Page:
What is at play for low-income families is “layers of inequality,” said Misty Heggeness, an associate professor at the University of Kansas and an expert in gender and the economy.
For people in the bottom 10 to 20th percentile of incomes, even having the financial stability to search for alternatives when a shortage does pop up is the first hurdle. Low-income jobs typically offer less schedule flexibility, which parents have relied on to search across cities for medications or formula. Those jobs also have fewer benefits like sick leave, which some parents have used to help care for their kids when they were unable to find medications, or health insurance, which has helped parents switch to different — and often more costly — drugs when one is in short supply.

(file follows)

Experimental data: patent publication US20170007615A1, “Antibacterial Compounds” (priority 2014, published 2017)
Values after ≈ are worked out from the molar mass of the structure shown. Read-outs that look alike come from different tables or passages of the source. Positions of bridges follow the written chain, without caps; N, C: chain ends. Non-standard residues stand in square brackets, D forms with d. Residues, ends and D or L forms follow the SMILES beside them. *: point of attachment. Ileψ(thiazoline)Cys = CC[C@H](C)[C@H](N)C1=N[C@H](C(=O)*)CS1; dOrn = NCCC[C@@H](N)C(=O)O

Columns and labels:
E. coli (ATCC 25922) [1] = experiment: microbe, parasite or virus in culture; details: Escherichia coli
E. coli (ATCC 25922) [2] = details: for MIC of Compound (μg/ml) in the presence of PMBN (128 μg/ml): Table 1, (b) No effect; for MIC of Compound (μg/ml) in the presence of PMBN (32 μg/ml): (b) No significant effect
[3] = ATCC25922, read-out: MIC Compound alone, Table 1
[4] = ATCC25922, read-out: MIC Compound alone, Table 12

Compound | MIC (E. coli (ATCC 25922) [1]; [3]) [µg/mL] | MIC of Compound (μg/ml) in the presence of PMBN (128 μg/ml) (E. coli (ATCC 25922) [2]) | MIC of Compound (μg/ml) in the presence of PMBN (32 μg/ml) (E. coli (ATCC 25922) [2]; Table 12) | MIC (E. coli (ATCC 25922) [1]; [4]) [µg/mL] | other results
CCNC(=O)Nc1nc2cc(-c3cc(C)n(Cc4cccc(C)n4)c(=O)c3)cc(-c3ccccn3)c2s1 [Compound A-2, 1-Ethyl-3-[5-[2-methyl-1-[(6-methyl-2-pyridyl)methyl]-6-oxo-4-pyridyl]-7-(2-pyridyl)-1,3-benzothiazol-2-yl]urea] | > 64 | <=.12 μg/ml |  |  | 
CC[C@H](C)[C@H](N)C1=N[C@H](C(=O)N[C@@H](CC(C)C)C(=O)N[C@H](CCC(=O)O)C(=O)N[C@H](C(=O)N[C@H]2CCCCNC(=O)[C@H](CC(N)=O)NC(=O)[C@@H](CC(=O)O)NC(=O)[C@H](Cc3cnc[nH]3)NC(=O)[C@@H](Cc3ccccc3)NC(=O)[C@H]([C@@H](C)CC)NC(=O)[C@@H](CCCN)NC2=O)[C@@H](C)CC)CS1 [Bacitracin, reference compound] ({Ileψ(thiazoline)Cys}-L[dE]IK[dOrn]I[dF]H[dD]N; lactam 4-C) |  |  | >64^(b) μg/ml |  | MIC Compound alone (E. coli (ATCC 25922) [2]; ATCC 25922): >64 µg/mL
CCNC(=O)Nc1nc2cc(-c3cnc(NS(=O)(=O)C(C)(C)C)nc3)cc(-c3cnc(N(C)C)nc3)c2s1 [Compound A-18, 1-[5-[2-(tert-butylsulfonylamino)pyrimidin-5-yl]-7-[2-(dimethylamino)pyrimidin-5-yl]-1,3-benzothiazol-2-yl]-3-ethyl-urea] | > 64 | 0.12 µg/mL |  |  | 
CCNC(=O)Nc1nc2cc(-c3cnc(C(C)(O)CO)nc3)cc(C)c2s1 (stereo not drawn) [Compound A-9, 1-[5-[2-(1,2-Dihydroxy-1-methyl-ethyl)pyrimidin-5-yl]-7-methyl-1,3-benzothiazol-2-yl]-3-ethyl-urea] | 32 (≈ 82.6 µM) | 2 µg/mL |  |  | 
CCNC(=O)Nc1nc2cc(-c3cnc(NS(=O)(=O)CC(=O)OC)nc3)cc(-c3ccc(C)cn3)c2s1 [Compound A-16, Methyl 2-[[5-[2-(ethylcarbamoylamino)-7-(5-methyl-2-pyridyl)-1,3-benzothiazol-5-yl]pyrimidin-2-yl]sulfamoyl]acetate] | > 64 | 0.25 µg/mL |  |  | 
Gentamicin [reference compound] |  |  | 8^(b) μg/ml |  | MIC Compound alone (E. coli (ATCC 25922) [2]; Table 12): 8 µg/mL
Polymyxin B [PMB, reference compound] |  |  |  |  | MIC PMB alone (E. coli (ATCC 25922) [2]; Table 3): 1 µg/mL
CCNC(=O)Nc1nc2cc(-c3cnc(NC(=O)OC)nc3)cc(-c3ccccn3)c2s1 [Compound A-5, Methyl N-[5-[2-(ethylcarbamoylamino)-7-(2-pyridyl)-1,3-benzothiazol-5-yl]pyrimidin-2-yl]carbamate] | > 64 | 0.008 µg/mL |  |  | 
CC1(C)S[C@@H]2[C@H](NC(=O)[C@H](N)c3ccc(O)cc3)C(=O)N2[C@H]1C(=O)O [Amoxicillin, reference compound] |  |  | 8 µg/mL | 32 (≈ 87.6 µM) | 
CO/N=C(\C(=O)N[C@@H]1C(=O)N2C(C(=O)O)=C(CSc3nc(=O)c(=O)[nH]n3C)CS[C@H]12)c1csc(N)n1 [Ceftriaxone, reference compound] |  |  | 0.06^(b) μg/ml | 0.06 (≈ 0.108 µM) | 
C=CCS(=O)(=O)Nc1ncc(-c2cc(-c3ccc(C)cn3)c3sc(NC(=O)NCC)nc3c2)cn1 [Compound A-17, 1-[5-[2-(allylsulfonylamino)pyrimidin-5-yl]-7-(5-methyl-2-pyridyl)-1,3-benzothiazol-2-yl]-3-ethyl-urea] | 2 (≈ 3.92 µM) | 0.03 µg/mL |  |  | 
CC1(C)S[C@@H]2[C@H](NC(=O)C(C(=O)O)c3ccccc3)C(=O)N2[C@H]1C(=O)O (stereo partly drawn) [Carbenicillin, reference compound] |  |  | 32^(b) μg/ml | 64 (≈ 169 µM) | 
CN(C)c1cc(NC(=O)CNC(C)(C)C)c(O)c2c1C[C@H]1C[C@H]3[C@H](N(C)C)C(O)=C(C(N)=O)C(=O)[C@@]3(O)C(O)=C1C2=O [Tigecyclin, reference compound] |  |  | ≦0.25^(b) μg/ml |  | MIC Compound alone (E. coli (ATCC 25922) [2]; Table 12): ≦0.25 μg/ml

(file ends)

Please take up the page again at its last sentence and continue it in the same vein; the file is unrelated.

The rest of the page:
There are people for whom inequality is so deep that the impact of the shortages is more intense, Heggeness said. Most of those people are women, who make up the majority of low-income workers, and particularly women of color. About 80 percent of single parent households are led by single mothers, and more than half are led by Black moms and Latinas.
“There is really a disconnect between people who have resources and people who don’t. As a society we aren’t good at making that connection that when the most vulnerable of us suffer, we all suffer,” Heggeness said. “When we consciously or unconsciously make a decision not to care enough to actively reduce some of these barriers for the most needy families among us, what we are doing is we are basically making a decision that we aren’t interested in maximizing our economic growth.”
For low-income families, there is one more shortage that is further exacerbating how economically precarious the situation is: the limited supply of child care.